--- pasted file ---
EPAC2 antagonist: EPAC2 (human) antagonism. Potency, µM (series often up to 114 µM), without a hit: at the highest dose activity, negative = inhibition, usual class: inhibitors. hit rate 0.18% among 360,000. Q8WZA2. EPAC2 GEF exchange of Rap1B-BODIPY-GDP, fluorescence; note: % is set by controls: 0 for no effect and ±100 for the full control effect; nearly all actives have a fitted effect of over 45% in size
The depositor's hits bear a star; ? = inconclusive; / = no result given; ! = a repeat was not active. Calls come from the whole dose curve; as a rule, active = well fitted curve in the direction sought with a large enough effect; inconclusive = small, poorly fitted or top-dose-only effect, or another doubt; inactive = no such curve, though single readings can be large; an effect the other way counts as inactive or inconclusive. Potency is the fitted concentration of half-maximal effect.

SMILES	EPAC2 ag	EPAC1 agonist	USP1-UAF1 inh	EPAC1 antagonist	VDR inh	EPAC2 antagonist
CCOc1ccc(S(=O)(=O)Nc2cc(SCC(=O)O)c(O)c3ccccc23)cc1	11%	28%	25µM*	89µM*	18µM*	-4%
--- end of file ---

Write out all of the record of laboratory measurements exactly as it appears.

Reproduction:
EPAC2 antagonist: EPAC2 (human) antagonism. Potency, µM (series often up to 114 µM), without a hit: at the highest dose activity, negative = inhibition, usual class: inhibitors. hit rate 0.18% among 360,000. Q8WZA2. EPAC2 GEF exchange of Rap1B-BODIPY-GDP, fluorescence; note: % is set by controls: 0 for no effect and ±100 for the full control effect; nearly all actives have a fitted effect of over 45% in size
The depositor's hits bear a star; ? = inconclusive; / = no result given; ! = a repeat was not active. Calls come from the whole dose curve; as a rule, active = well fitted curve in the direction sought with a large enough effect; inconclusive = small, poorly fitted or top-dose-only effect, or another doubt; inactive = no such curve, though single readings can be large; an effect the other way counts as inactive or inconclusive. Potency is the fitted concentration of half-maximal effect.

SMILES	EPAC2 ag	EPAC1 agonist	USP1-UAF1 inh	EPAC1 antagonist	VDR inh	EPAC2 antagonist
CCOc1ccc(S(=O)(=O)Nc2cc(SCC(=O)O)c(O)c3ccccc23)cc1	11%	28%	25µM*	89µM*	18µM*	-4%